Not only are these achievable numbers but this will probably be easier than you think to achieve. As a second goal, would you like to spend more time with your patients on each visit? And, as a last goal, recoup 4 hours per week and spend that time with your family. This does not seem to make sense, right? How can you see 25% more patient visits, spend more time with your family and spend more time with your patients? The answer is Organization. By the way, 21 visits per week at $50.00 each, 50 weeks per year for 5 years amounts to $262,500.00. This is almost 6 times the entire government stimulus package.
 
Organizing

You don’t need to use a certified software program to implement all the meaningful use objectives.


In many chiropractic offices, organization is the weakest part of the entire business. This is where information technology will be your best friend. The best and easiest patient growth is through the actual active patients referral. If you spend less time in administrative tasks and use that valuable time educating your patients, you will definitely increase referrals. Increasing referrals means more patient visits. A full automated system will reduce your administrative tasks, will speed up all your processes and will provide, at a glance, all the necessary information needed to provide the greatest care to your patients, in less time. 
 
Searching for a paper patient health file does not help any patient in his care. If the system you are presently using has a good statistic module, use it. Find out how many patients have left your office without any other appointment and have a list of who they are. Are they really done with their care or are they just on the edge of dropping chiropractic? These are only a few very simple examples of how good organization, using great information technology, will make it easy for you to reach your goal.
 
Persevering
There is no use putting anything new in place if you do not persevere. If you implement a new procedure, believe in it and be patient. Success comes over time. Just keep doing it and you will see results. Perseverance is probably the hardest thing to achieve. Implementing something new takes you out of your comfort zone. If you keep persevering, your new procedures will eventually become your comfort zone.
 
This is a brief description of how to create your own stimulus package and how to succeed with it. You don’t need to use a certified software program to implement all the meaningful use objectives. As an example, you can record your patient smoking status in almost any software program if you think this information is useful to treat and help your patients.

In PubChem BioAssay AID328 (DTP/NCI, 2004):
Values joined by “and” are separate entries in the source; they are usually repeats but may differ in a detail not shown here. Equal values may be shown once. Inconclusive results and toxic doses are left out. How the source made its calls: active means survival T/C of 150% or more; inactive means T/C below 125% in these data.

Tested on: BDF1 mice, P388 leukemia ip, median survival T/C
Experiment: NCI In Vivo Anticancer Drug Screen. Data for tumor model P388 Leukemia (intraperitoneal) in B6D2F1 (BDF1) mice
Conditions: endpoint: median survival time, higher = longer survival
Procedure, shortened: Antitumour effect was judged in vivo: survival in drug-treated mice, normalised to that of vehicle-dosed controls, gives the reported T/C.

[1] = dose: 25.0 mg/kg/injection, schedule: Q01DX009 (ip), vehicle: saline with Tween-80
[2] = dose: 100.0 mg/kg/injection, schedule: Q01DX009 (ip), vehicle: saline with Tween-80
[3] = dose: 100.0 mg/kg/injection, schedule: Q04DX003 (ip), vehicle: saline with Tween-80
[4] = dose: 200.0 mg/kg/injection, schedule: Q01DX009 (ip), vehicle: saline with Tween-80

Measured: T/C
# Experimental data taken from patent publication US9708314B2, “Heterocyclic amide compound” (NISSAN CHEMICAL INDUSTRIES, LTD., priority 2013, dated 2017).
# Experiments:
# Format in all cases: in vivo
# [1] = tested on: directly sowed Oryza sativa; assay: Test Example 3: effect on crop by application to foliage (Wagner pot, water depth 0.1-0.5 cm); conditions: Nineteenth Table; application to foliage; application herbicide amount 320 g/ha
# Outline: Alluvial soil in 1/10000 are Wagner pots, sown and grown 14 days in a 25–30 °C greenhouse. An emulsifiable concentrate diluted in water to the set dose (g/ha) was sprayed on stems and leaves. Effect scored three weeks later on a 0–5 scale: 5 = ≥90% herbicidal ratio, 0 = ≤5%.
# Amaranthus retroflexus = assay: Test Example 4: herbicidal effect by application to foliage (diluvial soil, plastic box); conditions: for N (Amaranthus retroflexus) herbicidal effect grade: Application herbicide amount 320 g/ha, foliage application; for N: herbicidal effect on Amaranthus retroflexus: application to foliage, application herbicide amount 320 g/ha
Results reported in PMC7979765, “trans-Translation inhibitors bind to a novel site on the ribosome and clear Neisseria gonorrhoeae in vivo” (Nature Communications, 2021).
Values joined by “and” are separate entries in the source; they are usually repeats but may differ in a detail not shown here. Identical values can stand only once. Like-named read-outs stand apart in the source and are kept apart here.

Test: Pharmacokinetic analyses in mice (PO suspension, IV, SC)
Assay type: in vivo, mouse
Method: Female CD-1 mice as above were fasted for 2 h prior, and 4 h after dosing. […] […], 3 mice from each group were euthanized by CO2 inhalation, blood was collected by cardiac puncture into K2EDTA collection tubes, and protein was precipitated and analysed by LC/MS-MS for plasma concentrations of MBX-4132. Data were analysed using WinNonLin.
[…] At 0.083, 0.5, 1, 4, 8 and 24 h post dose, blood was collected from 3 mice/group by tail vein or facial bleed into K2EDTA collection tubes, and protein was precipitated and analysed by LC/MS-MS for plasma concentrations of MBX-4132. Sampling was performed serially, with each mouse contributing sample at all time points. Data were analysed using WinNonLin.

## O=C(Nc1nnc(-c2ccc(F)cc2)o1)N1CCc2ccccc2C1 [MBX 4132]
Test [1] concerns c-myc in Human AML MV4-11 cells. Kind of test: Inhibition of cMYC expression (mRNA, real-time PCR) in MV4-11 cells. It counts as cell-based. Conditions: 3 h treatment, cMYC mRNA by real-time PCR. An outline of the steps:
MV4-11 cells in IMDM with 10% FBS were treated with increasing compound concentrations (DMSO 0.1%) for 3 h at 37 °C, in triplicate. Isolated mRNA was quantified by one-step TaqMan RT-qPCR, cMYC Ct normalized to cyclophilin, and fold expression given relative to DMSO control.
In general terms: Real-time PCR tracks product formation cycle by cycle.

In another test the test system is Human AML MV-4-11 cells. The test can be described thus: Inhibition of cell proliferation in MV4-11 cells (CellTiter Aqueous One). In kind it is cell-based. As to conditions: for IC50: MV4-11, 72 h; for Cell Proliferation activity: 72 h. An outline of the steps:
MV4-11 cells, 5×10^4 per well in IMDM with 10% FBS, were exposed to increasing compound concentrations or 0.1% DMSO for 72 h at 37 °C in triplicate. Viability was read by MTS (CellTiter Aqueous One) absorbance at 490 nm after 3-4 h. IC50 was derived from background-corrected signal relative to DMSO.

Creating your own stimulus package may have many advantages over the government incentive program. You may be able to generate much more income, without having to go through the CMS registration process, or through any CMS audit, etc. As far as health benefit for the patients, you may exceed the government requirements if you want to. It’s your call!

Claude Cote  is an expert in EHR systems, insurance billing and chiropractic clinic management for 22 years.  He has installed EHR system in 18 countries over 5 continents and nationwide in USA.  He is the President and Founder of Platinum System C.R. Corp (www.platinumsystem.com).  For comments or questions, please email to This e-mail address is being protected from spambots. You need JavaScript enabled to view it
 
In Loving Memory: The American Chiropractor Celebrates the Life of Editor, Wife & Mother, Jean Marie Irelan Busch
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Written by TAC Staff   
Tuesday, 01 May 2012 03:05
jeanbuschAfter 34 years of consistent service to the chiropractic profession through her work here at the magazine, on March 29th, 2012, TAC Editor Jean Marie Irelan Busch made the transition leaving us with the honor of carrying on her legacy. 
 
Jean, or “Jeanie” as she was called by friends and loved ones, was the loving wife of the founding publisher, Dr. Richard E. Busch, Jr. They were married 45 years, and she is survived by her six children, 14 grandchildren, and her husband. Several of her children and grandchildren continue to work at the magazine that Jeanie helped found.